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Delaware Federal Court Examines Factors Considered When Deciding a Motion to Stay

Advanced Microscopy Inc. v. Carl Zeiss Microscopy, LLC
Case No. 15-516 (United States District Court for the District of Delaware, February 11, 2016)

by Richard J. Medoff, Associate
Semmes, Bowen & Semmes (www.semmes.com)

Available at: www.ded.uscourts.gov/sites/default/files/opinions/cjb/2016/february/15-516.pdf

Advanced Microscopy Inc. v. Carl Zeiss Microscopy, LLC involved a motion to stay an ongoing patent infringement lawsuit pending the United States Patent and Trademark Office's resolution of Defendant's petition for inter partes review (“IPR”) which sought to invalidate all claims of the patent in-suit that Plaintiff asserted against Defendant in the lawsuit. The United States District Court for the District of Delaware concluded that the motion should be denied based on the three (3) stay-related factors considered when deciding a motion to stay. Thus, Magistrate Judge Christopher J. Burke denied the motion to stay. 

By way of factual background, Plaintiff Advanced Microscopy Inc. ("Plaintiff') filed a patent infringement lawsuit against Defendant Carl Zeiss Microscopy, LLC ("Defendant") in the United States District Court for the District of Delaware alleging that Defendant infringed United States Patent No. 6,313,452 (“Patent 452”). Subsequently, Defendant filed a petition for IPR with the United States Patent and Trademark Office ("PTO") seeking to invalidate all of the claims of Patent 452 that Plaintiff asserted against Defendant in the patent infringement lawsuit. Defendant then filed a motion to stay the proceedings in the lawsuit pending the PTO’s resolution of its IPR petition.

The Court began its analysis by explaining that a court has discretionary authority to grant a motion to stay, and that three (3) factors are typically considered when deciding a motion to stay: (1) whether granting the stay will simplify the issues for trial; (2) the status of the litigation, particularly whether discovery is complete and a trial date has been set; and (3) whether a stay would cause the non-movant to suffer undue prejudice from any delay, or allow the movant to gain a clear tactical advantage. See, e.g., Cooper Notification, Inc. v. Twitter, Inc., Civ. No. 09-865-LPS, 2010 WL 5149351, at *1 (D. Del. Dec. 13, 2010); Cost Bros., Inc. v. Travelers Indem. Co., 760 F.2d 58, 60 (3d Cir. 1985).

After taking into account the three (3) stay-related factors, as well as the particular circumstances of the case, the Court denied Defendant's motion, with leave to renew the motion after the PTO's Patent Trial and Appeal Board ("PTAB") made a determination on whether to institute an IPR proceeding in response to Defendant's petition. The Court determined that this course - as opposed to a decision to grant a stay pending the PTAB's ruling - was the better approach for the three (3) reasons set forth below.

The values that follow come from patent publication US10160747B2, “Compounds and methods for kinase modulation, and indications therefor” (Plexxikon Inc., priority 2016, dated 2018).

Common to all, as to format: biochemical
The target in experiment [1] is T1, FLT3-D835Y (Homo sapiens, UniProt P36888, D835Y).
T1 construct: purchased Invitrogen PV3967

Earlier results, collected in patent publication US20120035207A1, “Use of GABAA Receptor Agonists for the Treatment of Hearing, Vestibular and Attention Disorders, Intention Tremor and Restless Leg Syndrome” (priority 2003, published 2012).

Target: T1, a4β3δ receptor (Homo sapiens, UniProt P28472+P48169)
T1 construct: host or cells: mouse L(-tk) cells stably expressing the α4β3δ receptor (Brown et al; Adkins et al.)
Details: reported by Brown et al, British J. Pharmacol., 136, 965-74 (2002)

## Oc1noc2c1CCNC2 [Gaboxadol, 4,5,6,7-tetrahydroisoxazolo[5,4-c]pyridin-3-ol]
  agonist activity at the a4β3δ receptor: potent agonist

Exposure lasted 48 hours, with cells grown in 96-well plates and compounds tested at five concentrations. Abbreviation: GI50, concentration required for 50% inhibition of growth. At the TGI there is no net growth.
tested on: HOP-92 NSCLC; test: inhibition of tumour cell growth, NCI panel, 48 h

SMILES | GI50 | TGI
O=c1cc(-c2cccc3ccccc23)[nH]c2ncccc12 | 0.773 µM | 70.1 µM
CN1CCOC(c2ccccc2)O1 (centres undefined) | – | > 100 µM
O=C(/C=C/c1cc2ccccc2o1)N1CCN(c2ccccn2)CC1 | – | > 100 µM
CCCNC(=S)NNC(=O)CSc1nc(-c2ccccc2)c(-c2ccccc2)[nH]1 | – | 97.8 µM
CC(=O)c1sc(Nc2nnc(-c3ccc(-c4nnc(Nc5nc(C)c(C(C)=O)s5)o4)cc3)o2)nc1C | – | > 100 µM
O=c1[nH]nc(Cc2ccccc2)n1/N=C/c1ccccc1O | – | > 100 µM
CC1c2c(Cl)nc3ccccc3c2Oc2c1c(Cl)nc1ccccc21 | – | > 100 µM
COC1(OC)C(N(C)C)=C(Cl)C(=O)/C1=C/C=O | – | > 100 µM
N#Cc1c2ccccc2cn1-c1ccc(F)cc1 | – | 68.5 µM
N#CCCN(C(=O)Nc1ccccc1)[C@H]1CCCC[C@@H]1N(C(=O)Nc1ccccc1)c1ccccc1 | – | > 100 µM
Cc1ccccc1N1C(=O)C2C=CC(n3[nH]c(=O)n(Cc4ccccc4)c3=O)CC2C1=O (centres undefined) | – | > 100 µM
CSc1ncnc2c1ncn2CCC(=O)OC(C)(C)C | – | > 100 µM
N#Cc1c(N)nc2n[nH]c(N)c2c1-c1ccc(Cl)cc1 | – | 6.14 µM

First, regarding the status of the lawsuit and the IPR proceeding, the Court noted that although a schedule had been in place in the lawsuit for several months, “the parties really were still in the initial stages of the case,” and thus, “there was good reason to believe that the PTAB's decision would come before the parties had engaged in a large-scale expenditure of resources on document production or on claim construction-related activity.” In light of this, the Court was “not overly concerned” that a denial of the motion to stay without prejudice would cause Defendant undue harm, even were a stay later to be granted after the PTAB's decision was issued.

Second, the Court found that denial of the motion without prejudice to renew would allow for a better, more fully developed record as to the "simplification of issues" factor. The Court explained that clarity would come simply from receiving the PTAB's decision itself, as if no review was instituted, the asserted basis for a stay would fall away, and if the PTAB did institute a review, the Court could examine the grounds upon which review had been granted.

Third, the Court noted that it was “impacted by Chief Judge Stark's views on this subject.” The Court explained that in 2014, Chief Judge Stark, the Chief Judge of the United States District Court for the District of Delaware, issued "Revised Procedures for Managing Patent Cases," which, inter alia, stated that "generally, we will not defer the [Case Management Conference] and scheduling process solely due to the pendency of a motion to dismiss, transfer or stay.” See Honorable Leonard P. Stark, Revised Procedures for Managing Patent Cases (June 18, 2014), at 6, available at http://www.ded.uscourts.gov/judge/chief-judge-leonard-p-stark. The Court read this procedure as expressing Chief Judge Stark's preference that cases filed by a plaintiff should generally move forward, and suggesting that some caution should be exercised before granting a stay in advance of receiving the PTAB's decision.

For the reasons set out above, the Court denied Defendant's motion to stay, without prejudice to its ability to renew the motion after the PTAB issued a decision on whether to initiate the above-referenced IPR proceeding.


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